Booking a fishing charter in East Cape Los Cabos means you are in for a truly immersive fishing experience. Not heading to the region with your own vessel? Here are some tips on how to ensure you’re getting all your questions answered and your needs met.
Not asking what—and whom—is included
As you begin the process of booking a fishing charter in Los Cabos, you’ll be surprised to get quotes that vary significantly. That’s because there are so many factors that weigh into the rates. Here are some great questions to ask about what’s included in your excursion.
- How long will the trip be?
- Is this a private charter, or will other guests share the boat?
- What’s the destination for our trip?
- Does the standard package include a captain, crew, fishing expert, and chef?
- Is the cost of fuel included?
- What gear (rods, reels, tackle, lures, live bait, ice coolers) is included?
- Is this trip safe for children, those who are elderly or differently abled, or those who can’t swim?
With information about what’s standard for each fishing charter company, you can identify what’s always provided versus what upgrades you need to vocalize.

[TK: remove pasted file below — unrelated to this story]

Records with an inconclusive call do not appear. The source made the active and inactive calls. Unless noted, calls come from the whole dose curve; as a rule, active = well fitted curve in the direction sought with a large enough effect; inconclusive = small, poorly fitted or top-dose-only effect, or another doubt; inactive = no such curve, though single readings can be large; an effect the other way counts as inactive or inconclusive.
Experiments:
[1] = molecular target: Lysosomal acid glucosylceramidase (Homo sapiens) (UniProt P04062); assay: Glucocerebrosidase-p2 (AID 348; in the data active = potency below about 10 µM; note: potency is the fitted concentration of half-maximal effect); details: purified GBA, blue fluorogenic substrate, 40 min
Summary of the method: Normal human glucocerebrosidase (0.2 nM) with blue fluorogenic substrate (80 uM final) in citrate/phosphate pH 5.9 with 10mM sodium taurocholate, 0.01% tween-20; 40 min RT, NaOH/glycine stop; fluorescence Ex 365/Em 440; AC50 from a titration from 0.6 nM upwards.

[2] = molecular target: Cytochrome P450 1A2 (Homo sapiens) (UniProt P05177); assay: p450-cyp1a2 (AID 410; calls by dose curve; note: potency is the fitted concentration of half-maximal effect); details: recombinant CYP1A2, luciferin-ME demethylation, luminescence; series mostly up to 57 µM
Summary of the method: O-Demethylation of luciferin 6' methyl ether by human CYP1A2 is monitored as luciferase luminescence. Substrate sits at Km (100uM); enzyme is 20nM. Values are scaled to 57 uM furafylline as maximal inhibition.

Don’t assume that the full-color brochures in a restaurant lobby are a sure thing. What’s being advertised are not always the best picks for your experience.
Instead, ask a few local anglers who they’d recommend for fishing charters. Ask questions based on your group, experience level, and the type of voyage you’re looking for.
Can’t find any local anglers to ask for fishing charter recommendations? Head to the marina at Costa Palmas to ask the local captains. Or ask your personal concierge at the resort property where you live or are staying.
You can also look for online reviews for authentic feedback and an overview of other adventurers’ experiences. Avoid only reading comments on a fishing charter’s website, as the company may intentionally choose to publish only selective positive reviews.
Ignoring licensing and insurance
Reputable fishing charters will always operate within the law. And they should expect to be asked about licensing and insurance for your and your guests’ safety.
You can usually check the individual charter’s website to confirm this information. Or start your search on a fishing charter portal that requires and confirms credentials before listing a company on its site.
Not asking about experience with target species
More experienced guests might know what species of fish they’d like to catch going into the experience. But if it’s your first time, you may not be familiar with regional species.
Don’t be afraid to ask questions of the captain or guide regarding their experience with your target species. They should have in-depth knowledge of the fishes’ habitats, feeding habits, and migration patterns. Information that is specific to the local waters will increase the chances of hauling in your catch of the day.
Not disclosing catch-and-release preferences
First time booking a fishing charter in Los Cabos? You may be picturing a giant ice box filled with a “successful” day’s haul, but that’s neither realistic nor necessary.